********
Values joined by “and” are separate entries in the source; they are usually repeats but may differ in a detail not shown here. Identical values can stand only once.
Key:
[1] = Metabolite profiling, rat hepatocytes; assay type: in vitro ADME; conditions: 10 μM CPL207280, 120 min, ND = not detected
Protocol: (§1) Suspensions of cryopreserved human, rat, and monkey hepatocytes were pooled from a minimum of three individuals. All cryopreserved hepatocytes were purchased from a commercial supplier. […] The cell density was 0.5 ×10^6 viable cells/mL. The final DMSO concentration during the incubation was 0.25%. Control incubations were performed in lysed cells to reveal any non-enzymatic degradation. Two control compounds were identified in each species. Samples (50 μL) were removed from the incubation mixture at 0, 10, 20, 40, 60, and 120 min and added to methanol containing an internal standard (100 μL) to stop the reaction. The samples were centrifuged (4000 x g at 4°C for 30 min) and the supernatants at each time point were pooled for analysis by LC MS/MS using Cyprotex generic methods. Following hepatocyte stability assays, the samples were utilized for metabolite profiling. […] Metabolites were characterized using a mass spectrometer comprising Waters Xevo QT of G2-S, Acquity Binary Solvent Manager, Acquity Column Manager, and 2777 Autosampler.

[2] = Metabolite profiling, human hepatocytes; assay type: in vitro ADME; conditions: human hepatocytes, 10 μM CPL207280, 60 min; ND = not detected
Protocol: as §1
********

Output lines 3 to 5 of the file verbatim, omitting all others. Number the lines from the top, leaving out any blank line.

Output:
[1] = Metabolite profiling, rat hepatocytes; assay type: in vitro ADME; conditions: 10 μM CPL207280, 120 min, ND = not detected
Protocol: (§1) Suspensions of cryopreserved human, rat, and monkey hepatocytes were pooled from a minimum of three individuals. All cryopreserved hepatocytes were purchased from a commercial supplier. […] The cell density was 0.5 ×10^6 viable cells/mL. The final DMSO concentration during the incubation was 0.25%. Control incubations were performed in lysed cells to reveal any non-enzymatic degradation. Two control compounds were identified in each species. Samples (50 μL) were removed from the incubation mixture at 0, 10, 20, 40, 60, and 120 min and added to methanol containing an internal standard (100 μL) to stop the reaction. The samples were centrifuged (4000 x g at 4°C for 30 min) and the supernatants at each time point were pooled for analysis by LC MS/MS using Cyprotex generic methods. Following hepatocyte stability assays, the samples were utilized for metabolite profiling. […] Metabolites were characterized using a mass spectrometer comprising Waters Xevo QT of G2-S, Acquity Binary Solvent Manager, Acquity Column Manager, and 2777 Autosampler.

[2] = Metabolite profiling, human hepatocytes; assay type: in vitro ADME; conditions: human hepatocytes, 10 μM CPL207280, 60 min; ND = not detected